From Stanford Libraries’ transformative gift creates hub highlighting Silicon Valley history | Stanford News
Submitted by Blake on January 31, 2019 - 12:04pm
A chance discovery, hidden away in a series of 16th-century books deep in the archive of Bristol Central Library, has revealed original manuscript fragments from the Middle Ages which tell part of the story of Merlin the magician, one of the most famous characters from Arthurian legend.
From January: Bristol Merlin | News | University of Bristol
Submitted by Blake on January 29, 2019 - 6:25pm
Submitted by Blake on January 29, 2019 - 5:39pm
With a community of over 65 million users, Wattpad is bursting with creative potential. From the paranormal to Shrek slash fiction, Wattpad Books will be able to choose from a pool of diverse and innovative material. However, the key to finding these stories is not through data analysis of popular trends, but ensuring that the editors that decide the merit of recommended works do not come from the same homogeneous background the company has so often criticized. It’s only by ensuring that there is a diversity of backgrounds and opinions at the editorial level to find the groundbreaking books, that Wattpad can meet its objective of truly transforming the literature we read.
From We Need Diverse Books, But Wattpad's Machines Aren't The Way
Submitted by Blake on January 29, 2019 - 9:35am
We’re kicking that work off today in Philadelphia, Pennsylvania—where Benjamin Franklin established America's first free public library—by hosting in-person workshops for job seekers, small businesses, librarians and nonprofit leaders. Later this week, we'll be continuing the Pennsylvania workshops in York and Erie, then heading to more states like Connecticut and Maryland. We’re looking forward to people across the country joining us at their local library to learn digital skills, from online marketing tips to how to use a spreadsheet. We’ll have plenty of Googlers available for one-on-one training and to answer your questions. Follow our events page to see when we’ll be visiting your state.
From Grow with Google is heading to libraries in all 50 states, starting today
Submitted by Blake on January 29, 2019 - 9:32am
Coeducation was a means to shore up a first-rate student body. It was not the result of a high-minded moral commitment to educate women. It was about what women could do for previously all-male colleges — how women could help elite universities renew their hold on the "best boys." Women, in short, were there to improve the experience of men.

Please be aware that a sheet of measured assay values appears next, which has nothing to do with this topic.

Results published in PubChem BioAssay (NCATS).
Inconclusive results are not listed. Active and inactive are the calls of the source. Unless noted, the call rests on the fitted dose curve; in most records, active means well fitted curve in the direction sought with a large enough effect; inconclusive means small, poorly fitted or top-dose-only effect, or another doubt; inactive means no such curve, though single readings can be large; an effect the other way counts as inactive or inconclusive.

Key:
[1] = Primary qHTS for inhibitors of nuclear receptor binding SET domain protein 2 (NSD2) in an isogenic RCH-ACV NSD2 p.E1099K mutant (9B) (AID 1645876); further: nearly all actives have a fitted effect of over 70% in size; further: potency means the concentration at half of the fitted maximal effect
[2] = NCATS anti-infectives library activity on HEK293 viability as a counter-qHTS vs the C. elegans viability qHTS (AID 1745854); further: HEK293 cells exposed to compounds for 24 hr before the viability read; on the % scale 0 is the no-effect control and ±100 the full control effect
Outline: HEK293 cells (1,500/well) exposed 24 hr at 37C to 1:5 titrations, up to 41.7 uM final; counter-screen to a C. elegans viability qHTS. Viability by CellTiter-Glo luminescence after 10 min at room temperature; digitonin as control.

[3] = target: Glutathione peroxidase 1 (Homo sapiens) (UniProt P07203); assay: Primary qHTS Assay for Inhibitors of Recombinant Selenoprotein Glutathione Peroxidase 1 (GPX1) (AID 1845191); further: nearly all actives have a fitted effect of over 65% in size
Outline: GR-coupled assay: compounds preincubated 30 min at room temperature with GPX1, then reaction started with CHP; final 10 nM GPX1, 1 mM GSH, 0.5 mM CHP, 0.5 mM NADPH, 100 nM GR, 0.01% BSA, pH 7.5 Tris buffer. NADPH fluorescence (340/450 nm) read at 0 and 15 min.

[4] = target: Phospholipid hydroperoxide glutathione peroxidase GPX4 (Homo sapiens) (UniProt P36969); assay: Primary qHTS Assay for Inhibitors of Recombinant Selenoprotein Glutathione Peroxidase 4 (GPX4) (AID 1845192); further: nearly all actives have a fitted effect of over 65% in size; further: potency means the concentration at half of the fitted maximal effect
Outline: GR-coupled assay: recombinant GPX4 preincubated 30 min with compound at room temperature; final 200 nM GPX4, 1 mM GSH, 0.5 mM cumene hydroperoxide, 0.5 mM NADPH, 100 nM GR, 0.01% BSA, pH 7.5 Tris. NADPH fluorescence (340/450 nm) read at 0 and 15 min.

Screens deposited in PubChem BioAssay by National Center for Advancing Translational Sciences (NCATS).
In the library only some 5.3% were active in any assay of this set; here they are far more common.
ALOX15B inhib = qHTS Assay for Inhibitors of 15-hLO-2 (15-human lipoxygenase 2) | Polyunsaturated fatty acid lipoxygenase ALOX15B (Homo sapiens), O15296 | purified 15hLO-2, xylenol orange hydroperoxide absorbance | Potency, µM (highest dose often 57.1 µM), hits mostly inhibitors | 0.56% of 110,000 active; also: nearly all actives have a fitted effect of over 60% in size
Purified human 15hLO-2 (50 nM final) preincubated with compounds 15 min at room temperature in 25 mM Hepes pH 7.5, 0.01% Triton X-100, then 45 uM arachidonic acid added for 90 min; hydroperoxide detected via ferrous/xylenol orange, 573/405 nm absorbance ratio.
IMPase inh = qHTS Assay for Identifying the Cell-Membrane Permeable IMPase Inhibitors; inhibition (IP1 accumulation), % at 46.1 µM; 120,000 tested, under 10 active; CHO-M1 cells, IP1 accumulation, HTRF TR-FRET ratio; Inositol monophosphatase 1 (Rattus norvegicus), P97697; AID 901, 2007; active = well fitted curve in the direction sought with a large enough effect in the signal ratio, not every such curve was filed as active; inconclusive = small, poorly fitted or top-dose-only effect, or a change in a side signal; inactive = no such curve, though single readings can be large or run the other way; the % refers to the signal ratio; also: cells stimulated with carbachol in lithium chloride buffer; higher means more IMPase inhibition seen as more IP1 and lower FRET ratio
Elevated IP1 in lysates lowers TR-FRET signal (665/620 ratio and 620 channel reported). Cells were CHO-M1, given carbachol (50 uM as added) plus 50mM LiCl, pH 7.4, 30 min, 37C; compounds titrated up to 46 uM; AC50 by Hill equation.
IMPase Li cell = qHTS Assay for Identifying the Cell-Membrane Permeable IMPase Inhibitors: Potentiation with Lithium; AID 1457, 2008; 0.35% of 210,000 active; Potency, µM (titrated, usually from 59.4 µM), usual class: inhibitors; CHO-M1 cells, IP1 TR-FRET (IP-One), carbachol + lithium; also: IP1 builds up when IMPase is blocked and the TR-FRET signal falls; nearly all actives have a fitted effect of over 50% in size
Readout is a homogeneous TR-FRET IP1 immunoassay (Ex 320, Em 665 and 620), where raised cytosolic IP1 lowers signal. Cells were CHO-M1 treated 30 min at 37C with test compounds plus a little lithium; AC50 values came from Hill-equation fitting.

From ‘Keep the Damned Women Out’ - The Chronicle of Higher Education
Submitted by Blake on January 29, 2019 - 9:30am
The findings of this report consist of two distinct areas: 1) an analysis of library book acquisitions within the specified sample for fiscal year 2017 at 124 US academic institutions, and 2) a trend line analysis of print and e-books acquired within the specified sample, the university press presence in these libraries, and the leading vendors of books at 51 US academic institutions for fiscal years 2014 through 2017. While these samples are not representative, they afford a broader overview of the acquisitions patterns and practices of US academic libraries than we believe has ever been conducted to date.
From Library Acquisition Patterns | Ithaka S+R
Submitted by Blake on January 29, 2019 - 9:29am
Submitted by Blake on January 28, 2019 - 4:38pm
Philadelphia’s millennials hold 222,225 library cards — the most when compared with baby boomers and Gen Xers — but they borrow fewer items, data from the Free Library show, suggesting the group engages with branches in ways that go beyond simply renting materials.
From Millennials rely on the Free Library for more than books
Submitted by Blake on January 28, 2019 - 10:31am
On Saturday, Hennepin County Library hosted the first event in its new “Vinyl Revival” series, which aims to bring attention to the thriving audio format. Through June, artists will present vinyl-themed programming and curate records from the library’s stacks, many of which are the works of local musicians.
The library also converted a small meeting room on the third floor into a listening room equipped with a turntable and headphones, which people can reserve to listen to the artist-selected picks.
From Minneapolis Central Library opens vinyl listening room to share collection - StarTribune.com
Submitted by Blake on January 28, 2019 - 10:31am
The university’s Houghton Library, which began acquiring the poet’s manuscripts and other papers in 1986, has announced the acquisition of the John Ashbery Reading Library, which includes more than 5,000 books of poetry, art criticism, architectural history, philosophy, religious history and cookbooks collected over the poet’s lifetime.
The collection, which was donated by Mr. Ashbery’s husband, David Kermani, convey the traces of the poet’s thought, and also of his hand. There are annotated editions of books by Boris Pasternak, Franz Kafka, Friedrich Nietzsche and others, as well as the copy of the “Oxford Book of American Verse” he used as an undergraduate, with pressed flowers used as bookmarks.
From For John Ashbery’s Personal Library, a Spot on the Shelves at Harvard - The New York Times